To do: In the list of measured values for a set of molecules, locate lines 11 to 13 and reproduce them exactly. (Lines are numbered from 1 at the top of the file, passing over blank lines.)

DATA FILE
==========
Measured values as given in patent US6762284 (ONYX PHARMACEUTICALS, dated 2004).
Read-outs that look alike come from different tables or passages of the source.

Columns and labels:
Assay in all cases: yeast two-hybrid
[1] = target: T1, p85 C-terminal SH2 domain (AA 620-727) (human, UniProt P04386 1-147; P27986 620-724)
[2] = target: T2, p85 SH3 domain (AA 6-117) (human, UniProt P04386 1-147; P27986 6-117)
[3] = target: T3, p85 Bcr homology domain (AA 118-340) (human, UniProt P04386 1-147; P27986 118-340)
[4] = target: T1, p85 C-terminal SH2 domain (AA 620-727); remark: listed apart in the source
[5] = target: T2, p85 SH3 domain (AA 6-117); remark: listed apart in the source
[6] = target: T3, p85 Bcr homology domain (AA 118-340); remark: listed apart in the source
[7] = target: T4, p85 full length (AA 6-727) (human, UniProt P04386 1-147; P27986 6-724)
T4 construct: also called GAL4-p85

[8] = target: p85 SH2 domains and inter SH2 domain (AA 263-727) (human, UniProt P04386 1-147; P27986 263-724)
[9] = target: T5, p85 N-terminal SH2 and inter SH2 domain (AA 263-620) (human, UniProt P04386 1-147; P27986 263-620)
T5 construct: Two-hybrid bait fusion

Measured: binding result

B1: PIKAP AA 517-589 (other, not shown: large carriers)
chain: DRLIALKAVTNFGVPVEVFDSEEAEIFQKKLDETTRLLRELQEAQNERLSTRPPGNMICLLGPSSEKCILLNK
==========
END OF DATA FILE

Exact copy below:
[7] = target: T4, p85 full length (AA 6-727) (human, UniProt P04386 1-147; P27986 6-724)
T4 construct: also called GAL4-p85

[8] = target: p85 SH2 domains and inter SH2 domain (AA 263-727) (human, UniProt P04386 1-147; P27986 263-724)